Why do we doubt something? What makes us certain about something? What do we mean when we say we know something? How is doubt, certainty and knowledge related to each other, if at all? Let’s explore.
More than 300 years ago, in the 17th century, there lived a Frenchman, a philosopher who wanted to clear away all the shaky beliefs and create a solid, reliable foundation on which to build all further knowledge that would be equally reliable. His name – René Descartes – and he was after certainty. Some of his thoughts have had a profound influence on the development of the theory of knowledge, especially scientific method but not only. For example, in many societies nowadays we attach high value to critical thinking ability and we expect that anything called ‘knowledge’ (as opposed to, say, mere belief) has its truth supported by proof and not just by some authority. Descartes focused on both these ideas and, although this may seem almost natural in modern times, we humans did not always have such an outlook. Even today, there still are systems of education where you are expected to accept the truth of a certain statement because the teacher said so. Indeed, there are societies where if you are a grown-up then to ask “why” can be seen not only as a silly thing to do but even an impolite one. Children are allowed to enjoy the luxury of “why” for a while but only until a certain point after which they have to learn that there is some external authority that simply always knows better and that is the end of explanation. Despite having come a far way from Descartes some of his insights are still relevant today and we can learn from them. Here I would like to briefly look at two: doubt as a method and knowledge regardless of authority.
First, let’s start with doubt. Why do we doubt some things? With what purpose? Very generally, there could be at least two underlying motivations (perhaps more but here we go) – either to show that something is impossible or to show what is possible. In my everyday experience, I come across the first alternative more often than the second. Unfortunately. Usually, it boils down to people making general conclusions based on their particular experience. Generalisations. For instance: if I’ve had a bad experience with this one partner from a country/region/industry X, then all potential partners from that X are not to be trusted, it must be their ‘way’. This version of doubt stops here. The other alternative of doubt that I mentioned before would go further. Just to mention before I continue though – I use here a very mundane example and far less extreme than what Descartes suggests in his ‘universal doubt’ method where you should not accept anything that you have at least the slightest reason to doubt until you reach that absolute certainty that is beyond any doubt. That is where you can start building knowledge and not mere opinions or unjustified beliefs. This absolute certainty was what Descartes was after and that is where his famous “I think, therefore I am” statement comes from. That was his first absolute certainty. He felt that even if there is some horrible power manipulating all his senses and ideas and so on (along the lines of The Matrix movie), the very fact that he was able to think of all that was a sign that there was something that was doing the thinking. In other words, a “nothing” could not be having thoughts, so there must be something. This Descartes took as his first fundamental certainty that was beyond any doubt and which is a separate big topic in itself.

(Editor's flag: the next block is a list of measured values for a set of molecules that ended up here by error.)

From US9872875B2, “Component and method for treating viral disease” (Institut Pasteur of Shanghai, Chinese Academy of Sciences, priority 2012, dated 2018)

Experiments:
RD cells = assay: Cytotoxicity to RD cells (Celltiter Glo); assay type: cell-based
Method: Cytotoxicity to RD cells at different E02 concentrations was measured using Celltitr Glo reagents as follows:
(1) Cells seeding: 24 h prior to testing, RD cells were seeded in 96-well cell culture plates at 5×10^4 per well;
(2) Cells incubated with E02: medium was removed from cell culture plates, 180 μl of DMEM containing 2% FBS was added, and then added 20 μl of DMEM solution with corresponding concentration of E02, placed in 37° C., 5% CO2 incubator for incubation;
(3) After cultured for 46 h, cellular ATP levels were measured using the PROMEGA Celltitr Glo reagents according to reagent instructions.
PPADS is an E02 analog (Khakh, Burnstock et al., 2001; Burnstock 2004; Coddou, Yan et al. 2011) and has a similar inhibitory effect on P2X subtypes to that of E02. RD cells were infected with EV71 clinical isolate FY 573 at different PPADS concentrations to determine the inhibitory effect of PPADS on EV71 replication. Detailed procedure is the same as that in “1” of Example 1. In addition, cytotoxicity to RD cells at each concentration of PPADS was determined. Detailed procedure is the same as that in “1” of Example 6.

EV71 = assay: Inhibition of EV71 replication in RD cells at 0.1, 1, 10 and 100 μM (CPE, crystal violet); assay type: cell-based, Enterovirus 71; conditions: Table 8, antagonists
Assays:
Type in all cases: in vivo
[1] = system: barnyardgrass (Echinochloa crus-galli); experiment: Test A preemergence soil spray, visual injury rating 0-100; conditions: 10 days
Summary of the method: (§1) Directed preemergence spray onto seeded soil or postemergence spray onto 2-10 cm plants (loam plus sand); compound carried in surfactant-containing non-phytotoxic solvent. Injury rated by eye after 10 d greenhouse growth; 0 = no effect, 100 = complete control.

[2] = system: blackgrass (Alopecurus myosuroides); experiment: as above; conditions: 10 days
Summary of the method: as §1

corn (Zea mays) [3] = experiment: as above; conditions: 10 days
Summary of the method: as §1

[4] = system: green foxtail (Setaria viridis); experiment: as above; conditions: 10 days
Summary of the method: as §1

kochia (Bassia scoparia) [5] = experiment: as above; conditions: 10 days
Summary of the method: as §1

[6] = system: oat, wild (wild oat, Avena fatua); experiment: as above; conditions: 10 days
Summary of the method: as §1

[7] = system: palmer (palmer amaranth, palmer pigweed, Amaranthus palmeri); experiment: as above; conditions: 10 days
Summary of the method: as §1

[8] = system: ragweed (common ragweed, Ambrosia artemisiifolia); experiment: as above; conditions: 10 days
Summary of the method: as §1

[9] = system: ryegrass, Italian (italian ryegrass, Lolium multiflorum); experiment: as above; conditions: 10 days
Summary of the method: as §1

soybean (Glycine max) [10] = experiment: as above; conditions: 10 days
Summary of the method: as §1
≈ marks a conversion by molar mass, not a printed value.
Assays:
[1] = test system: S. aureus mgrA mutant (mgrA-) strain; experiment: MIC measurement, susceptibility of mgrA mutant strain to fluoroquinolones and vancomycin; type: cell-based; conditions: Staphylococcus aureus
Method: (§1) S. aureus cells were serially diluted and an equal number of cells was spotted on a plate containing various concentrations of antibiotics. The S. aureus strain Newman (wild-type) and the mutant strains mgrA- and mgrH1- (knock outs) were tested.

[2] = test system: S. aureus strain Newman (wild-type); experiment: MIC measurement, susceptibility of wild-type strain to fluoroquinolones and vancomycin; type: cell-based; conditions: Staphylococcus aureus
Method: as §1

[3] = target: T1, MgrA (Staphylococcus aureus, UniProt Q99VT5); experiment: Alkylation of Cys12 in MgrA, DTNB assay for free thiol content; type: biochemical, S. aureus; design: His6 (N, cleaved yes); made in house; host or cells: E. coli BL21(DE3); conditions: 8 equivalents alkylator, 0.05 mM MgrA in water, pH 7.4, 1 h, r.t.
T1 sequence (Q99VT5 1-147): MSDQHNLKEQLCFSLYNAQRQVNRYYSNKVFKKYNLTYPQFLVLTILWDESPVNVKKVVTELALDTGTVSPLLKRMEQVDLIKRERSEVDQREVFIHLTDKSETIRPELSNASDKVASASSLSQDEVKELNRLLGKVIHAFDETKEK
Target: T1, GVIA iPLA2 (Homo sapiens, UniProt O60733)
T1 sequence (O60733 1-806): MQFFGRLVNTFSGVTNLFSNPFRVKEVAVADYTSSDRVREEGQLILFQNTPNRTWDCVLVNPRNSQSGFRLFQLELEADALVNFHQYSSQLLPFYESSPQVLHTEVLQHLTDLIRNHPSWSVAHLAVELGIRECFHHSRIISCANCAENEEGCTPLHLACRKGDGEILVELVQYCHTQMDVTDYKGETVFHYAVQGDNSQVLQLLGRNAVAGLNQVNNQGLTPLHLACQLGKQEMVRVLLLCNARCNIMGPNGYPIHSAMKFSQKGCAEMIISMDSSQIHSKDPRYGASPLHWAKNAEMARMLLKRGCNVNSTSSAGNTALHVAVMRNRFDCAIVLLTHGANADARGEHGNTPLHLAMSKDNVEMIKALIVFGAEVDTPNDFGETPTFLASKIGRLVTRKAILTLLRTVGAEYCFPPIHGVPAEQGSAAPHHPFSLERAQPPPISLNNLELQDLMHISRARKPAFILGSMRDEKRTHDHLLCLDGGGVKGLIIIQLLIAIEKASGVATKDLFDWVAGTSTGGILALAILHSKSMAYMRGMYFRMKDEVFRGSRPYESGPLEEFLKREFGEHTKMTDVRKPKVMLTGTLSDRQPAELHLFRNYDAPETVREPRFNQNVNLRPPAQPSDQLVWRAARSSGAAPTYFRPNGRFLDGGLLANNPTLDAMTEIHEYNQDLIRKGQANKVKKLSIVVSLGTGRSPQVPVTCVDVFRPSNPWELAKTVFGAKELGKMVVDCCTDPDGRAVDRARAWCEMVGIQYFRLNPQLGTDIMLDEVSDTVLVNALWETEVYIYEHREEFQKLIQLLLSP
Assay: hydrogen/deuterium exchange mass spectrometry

From here we come to see the distinction in the underlying motivation of this second type of doubt. It assumes an initially nearly universally doubtful position but with the main purpose of looking for what is possible, what we can be certain of, what kind of knowledge can we attain. That is why it is a methodic doubt – doubt as a method to look for certainty. So, to take again my very ordinary example and apply the methodic doubt, admittedly in a more moderate way than the extreme variant proposed by Descartes: I doubt the trustworthiness of all potential partners from X (simply because there is at least a slight reason to doubt it) but I also realise that these parties from X exist and so they must function and cooperation somehow with someone; thus, although I cannot trust all of them fully, there must be some of them that I can trust enough to find appropriate ways of cooperation. You get the point. Basically, due to its approach (method) aimed at finding at least some certainty within a general context, this type of doubt is less prone to generalisations. Of course, whether it is possible to find absolute certainty that could serve as a permanent foundation for all further knowledge is in itself highly doubtful but the core of the idea remains valuable to this day: reasonable doubt as a method aimed at finding reasonable certainty and avoiding prejudice.
Finally, the second crucial idea that came to us from Descartes – knowledge regardless of authority. This seems much more self-evident than the first topic and that’s probably because it is – for us in our modern times where individual critical thinking is highly valued in most democratic societies. However, when Descartes wrote about this idea in the 17th century it was far less self-evident. He made it one of his focus points to place an individual human being at the centre of the knowledge gaining process and basically said – don’t accept something as true just because some authority said so, doubt until you reach certainty, think critically for yourself. Well, what can I add to this, really? Perhaps only a wish for us all that, indeed, we do more of that and less of unreflective, automatic acceptance of whatever we receive from different types of authorities.